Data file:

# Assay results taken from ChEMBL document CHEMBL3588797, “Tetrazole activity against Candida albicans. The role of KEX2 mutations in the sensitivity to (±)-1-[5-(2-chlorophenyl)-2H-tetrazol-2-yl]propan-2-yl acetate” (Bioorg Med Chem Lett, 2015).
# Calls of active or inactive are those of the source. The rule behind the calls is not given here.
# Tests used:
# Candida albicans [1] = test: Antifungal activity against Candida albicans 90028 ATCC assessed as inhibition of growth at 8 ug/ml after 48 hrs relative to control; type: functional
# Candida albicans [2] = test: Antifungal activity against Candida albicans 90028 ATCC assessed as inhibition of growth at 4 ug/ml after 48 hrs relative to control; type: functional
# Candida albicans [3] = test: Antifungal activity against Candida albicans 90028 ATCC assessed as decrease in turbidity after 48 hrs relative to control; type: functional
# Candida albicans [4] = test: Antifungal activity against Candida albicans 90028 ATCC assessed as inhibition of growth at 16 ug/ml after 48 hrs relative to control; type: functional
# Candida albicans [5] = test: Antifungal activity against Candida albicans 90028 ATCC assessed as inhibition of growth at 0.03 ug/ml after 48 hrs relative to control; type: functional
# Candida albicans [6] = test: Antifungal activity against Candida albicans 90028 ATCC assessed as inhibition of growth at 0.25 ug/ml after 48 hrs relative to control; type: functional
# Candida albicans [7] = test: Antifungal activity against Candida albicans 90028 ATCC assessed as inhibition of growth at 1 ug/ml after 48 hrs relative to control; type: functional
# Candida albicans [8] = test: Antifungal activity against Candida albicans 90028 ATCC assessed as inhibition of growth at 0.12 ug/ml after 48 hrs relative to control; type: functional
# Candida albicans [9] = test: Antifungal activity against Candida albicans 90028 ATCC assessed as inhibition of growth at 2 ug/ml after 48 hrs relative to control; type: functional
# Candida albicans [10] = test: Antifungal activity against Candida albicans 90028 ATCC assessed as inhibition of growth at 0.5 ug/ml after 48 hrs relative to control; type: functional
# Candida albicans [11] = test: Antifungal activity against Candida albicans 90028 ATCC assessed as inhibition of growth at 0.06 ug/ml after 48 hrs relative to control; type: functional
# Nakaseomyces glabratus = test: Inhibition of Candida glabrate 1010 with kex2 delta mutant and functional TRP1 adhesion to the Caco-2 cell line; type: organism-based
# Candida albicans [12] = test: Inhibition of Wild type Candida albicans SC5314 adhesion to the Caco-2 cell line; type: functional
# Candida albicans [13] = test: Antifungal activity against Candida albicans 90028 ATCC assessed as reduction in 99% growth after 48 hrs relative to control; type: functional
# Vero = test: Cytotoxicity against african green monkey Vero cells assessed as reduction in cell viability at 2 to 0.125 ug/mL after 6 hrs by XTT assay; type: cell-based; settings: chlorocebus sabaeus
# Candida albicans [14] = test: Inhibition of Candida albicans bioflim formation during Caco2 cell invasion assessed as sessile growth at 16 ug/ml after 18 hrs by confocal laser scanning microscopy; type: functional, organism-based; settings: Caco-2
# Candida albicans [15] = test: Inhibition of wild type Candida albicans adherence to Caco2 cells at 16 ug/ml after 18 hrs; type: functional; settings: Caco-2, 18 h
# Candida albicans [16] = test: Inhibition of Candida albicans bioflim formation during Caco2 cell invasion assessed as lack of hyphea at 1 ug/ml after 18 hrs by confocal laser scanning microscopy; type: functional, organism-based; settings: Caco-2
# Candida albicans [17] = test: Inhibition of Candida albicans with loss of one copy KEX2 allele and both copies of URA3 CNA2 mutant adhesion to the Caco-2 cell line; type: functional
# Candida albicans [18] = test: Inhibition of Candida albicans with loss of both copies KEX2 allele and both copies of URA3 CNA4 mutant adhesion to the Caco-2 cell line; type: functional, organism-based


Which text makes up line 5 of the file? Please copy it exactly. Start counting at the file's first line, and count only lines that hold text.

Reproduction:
# Candida albicans [2] = test: Antifungal activity against Candida albicans 90028 ATCC assessed as inhibition of growth at 4 ug/ml after 48 hrs relative to control; type: functional